A biopsy picture of collapsing glomerulopathy is not specific for HIVAN. Differential diagnosis of the collapsing variant of FSGS includes primary (idiopathic) FSGS; infections by viruses such as parvovirus B19, SV40 or CMV; erythrophagocytosis syndrome; interferon therapy; pamidronate toxicity; acute vasoocclusive injury; and rare familial forms.


The introduction of combination antiretroviral therapy in 1996 was followed by a decline in the incidence of HIVAN and in the number of new cases of ESRD attributed to HIVAN in the United States. Some case reports demonstrated histologic improvement of the glomerular collapse and tubular injury on repeat renal biopsies following antiretroviral therapy, paralleling improvements in renal function and proteinuria. In addition, antiretroviral therapy has been found to delay the course of renal failure and prolong renal survival.
Recent guidelines consider HIVAN an indication for the initiation of antiretroviral therapy, irrespective of CD4 cell count. Highly active antiretroviral therapy typically includes combinations of drugs from several classes, including nucleoside and nucleotide reverse transcriptase inhibitors, nonnucleoside reverse transcriptase inhibitors, and protease inhibitors. Therapy with ACE inhibitors or angiotensin receptor blockers may be added to reduce proteinuria and slow disease progression. Corticosteroids have been used as adjunct therapy in patients with aggressive disease or severe interstitial inflammation. Patients with HIVAN approaching ESRD can be maintained on hemodialysis or peritoneal dialysis. Select patients with remote HIVAN and well-controlled HIV infection are potential candidates for kidney transplantation.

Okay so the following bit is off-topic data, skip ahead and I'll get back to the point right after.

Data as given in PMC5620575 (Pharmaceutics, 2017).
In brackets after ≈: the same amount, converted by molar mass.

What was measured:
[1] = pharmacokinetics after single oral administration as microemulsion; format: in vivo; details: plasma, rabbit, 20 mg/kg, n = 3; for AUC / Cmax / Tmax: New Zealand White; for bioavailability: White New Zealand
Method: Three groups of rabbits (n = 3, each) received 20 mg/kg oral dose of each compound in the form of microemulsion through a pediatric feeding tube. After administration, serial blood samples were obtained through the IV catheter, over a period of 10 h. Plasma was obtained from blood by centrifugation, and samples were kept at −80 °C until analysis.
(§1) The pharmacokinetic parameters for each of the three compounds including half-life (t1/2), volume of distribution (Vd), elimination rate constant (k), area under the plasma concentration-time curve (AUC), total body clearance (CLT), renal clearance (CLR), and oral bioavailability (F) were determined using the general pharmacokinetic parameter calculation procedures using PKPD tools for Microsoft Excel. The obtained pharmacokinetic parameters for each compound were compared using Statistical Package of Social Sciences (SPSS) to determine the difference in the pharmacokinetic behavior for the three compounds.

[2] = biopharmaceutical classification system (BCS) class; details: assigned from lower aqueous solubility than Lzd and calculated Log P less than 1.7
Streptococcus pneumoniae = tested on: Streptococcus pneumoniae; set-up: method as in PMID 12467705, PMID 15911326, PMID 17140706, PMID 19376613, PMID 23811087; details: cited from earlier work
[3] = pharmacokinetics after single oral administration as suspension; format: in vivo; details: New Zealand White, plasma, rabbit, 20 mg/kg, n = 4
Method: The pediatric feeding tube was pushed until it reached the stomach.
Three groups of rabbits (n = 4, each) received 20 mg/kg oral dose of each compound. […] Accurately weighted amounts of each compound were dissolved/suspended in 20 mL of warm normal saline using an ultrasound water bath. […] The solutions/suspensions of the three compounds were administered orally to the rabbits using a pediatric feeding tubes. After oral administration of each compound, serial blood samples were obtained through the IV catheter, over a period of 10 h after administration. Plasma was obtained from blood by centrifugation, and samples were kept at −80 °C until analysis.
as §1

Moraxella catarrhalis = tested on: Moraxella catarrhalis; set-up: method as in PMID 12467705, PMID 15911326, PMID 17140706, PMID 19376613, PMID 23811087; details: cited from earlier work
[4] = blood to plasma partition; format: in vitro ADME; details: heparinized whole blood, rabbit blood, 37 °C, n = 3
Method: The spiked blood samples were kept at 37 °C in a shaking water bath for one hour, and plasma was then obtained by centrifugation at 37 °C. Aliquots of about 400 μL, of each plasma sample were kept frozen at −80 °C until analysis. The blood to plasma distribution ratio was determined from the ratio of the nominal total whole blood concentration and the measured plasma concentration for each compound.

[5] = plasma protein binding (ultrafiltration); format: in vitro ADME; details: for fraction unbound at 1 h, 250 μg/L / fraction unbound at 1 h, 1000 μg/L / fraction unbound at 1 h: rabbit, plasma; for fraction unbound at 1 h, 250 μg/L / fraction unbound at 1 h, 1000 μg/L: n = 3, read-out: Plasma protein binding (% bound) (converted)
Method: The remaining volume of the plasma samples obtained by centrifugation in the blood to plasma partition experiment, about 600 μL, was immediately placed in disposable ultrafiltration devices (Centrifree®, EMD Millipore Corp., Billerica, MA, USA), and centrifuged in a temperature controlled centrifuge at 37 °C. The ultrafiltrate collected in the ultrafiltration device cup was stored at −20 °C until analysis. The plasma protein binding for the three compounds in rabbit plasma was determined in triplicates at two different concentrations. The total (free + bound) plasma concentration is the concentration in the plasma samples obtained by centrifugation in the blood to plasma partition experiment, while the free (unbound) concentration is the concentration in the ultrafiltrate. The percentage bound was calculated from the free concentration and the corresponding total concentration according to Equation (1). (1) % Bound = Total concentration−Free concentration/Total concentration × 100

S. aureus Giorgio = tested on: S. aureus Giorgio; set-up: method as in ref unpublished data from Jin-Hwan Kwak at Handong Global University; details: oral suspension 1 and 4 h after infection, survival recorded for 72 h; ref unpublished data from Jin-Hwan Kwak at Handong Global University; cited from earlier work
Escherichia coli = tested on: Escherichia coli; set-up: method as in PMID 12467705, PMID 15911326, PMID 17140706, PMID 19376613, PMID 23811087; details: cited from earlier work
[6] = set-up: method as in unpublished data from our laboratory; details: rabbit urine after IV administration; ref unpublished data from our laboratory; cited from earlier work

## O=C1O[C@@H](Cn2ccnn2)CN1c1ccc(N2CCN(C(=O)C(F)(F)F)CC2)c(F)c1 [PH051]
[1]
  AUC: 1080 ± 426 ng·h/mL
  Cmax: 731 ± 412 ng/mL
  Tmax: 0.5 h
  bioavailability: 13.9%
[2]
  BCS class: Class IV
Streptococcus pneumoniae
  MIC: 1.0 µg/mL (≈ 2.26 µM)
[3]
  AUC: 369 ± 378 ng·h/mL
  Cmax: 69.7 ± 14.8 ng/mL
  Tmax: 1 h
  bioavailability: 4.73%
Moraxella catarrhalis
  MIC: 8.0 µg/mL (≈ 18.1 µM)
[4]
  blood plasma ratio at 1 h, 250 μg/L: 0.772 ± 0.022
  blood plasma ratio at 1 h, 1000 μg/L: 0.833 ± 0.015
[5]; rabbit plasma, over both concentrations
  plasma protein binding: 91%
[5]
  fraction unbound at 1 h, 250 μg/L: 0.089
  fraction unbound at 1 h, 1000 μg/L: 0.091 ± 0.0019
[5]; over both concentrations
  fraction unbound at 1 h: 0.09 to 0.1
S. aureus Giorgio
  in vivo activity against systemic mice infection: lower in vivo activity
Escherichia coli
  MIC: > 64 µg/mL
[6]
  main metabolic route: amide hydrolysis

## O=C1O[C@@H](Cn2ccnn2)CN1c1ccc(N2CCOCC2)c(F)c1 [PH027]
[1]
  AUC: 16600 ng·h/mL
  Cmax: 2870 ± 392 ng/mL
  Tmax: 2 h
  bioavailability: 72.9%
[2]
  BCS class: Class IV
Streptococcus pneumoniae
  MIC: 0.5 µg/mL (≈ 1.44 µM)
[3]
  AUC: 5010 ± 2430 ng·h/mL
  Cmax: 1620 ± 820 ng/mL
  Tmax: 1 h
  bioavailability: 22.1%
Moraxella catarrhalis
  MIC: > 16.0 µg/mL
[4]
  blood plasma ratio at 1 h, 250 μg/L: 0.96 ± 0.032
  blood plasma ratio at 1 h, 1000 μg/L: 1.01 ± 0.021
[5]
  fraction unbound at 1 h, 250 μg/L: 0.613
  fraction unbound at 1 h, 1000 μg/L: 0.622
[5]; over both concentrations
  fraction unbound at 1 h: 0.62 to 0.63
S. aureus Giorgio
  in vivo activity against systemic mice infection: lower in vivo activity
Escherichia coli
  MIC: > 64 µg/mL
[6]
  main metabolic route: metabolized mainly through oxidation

The natural history of untreated HIVAN was once rapid progression to ESRD. At present, however, both proteinuria and renal function can stabilize following antiretroviral therapy, with relatively slow disease progression. Patients who develop HIVAN while on anti-retroviral therapy often exhibit a milder form of FSGS that lacks collapsing features.